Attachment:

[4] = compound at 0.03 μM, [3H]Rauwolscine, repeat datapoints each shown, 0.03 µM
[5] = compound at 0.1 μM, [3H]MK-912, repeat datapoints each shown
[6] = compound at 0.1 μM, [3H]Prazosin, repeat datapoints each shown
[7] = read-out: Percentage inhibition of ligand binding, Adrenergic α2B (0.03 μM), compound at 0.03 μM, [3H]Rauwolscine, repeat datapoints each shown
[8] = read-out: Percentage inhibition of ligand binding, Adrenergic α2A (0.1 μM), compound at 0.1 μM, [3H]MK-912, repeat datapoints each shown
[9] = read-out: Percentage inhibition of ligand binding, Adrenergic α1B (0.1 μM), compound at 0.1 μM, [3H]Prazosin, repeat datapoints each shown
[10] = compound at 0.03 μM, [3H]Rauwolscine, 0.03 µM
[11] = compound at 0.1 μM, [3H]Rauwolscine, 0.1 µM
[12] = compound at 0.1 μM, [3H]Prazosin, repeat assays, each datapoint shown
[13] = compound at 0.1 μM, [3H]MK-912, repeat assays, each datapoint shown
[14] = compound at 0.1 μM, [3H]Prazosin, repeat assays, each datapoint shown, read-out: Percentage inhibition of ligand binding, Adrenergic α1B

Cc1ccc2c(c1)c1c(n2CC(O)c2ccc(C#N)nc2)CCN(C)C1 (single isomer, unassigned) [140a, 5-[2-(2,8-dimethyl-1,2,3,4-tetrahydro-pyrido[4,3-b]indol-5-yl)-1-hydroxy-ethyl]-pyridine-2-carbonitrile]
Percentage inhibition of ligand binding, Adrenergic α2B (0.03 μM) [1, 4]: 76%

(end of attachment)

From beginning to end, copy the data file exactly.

[4] = compound at 0.03 μM, [3H]Rauwolscine, repeat datapoints each shown, 0.03 µM
[5] = compound at 0.1 μM, [3H]MK-912, repeat datapoints each shown
[6] = compound at 0.1 μM, [3H]Prazosin, repeat datapoints each shown
[7] = read-out: Percentage inhibition of ligand binding, Adrenergic α2B (0.03 μM), compound at 0.03 μM, [3H]Rauwolscine, repeat datapoints each shown
[8] = read-out: Percentage inhibition of ligand binding, Adrenergic α2A (0.1 μM), compound at 0.1 μM, [3H]MK-912, repeat datapoints each shown
[9] = read-out: Percentage inhibition of ligand binding, Adrenergic α1B (0.1 μM), compound at 0.1 μM, [3H]Prazosin, repeat datapoints each shown
[10] = compound at 0.03 μM, [3H]Rauwolscine, 0.03 µM
[11] = compound at 0.1 μM, [3H]Rauwolscine, 0.1 µM
[12] = compound at 0.1 μM, [3H]Prazosin, repeat assays, each datapoint shown
[13] = compound at 0.1 μM, [3H]MK-912, repeat assays, each datapoint shown
[14] = compound at 0.1 μM, [3H]Prazosin, repeat assays, each datapoint shown, read-out: Percentage inhibition of ligand binding, Adrenergic α1B

Cc1ccc2c(c1)c1c(n2CC(O)c2ccc(C#N)nc2)CCN(C)C1 (single isomer, unassigned) [140a, 5-[2-(2,8-dimethyl-1,2,3,4-tetrahydro-pyrido[4,3-b]indol-5-yl)-1-hydroxy-ethyl]-pyridine-2-carbonitrile]
Percentage inhibition of ligand binding, Adrenergic α2B (0.03 μM) [1, 4]: 76%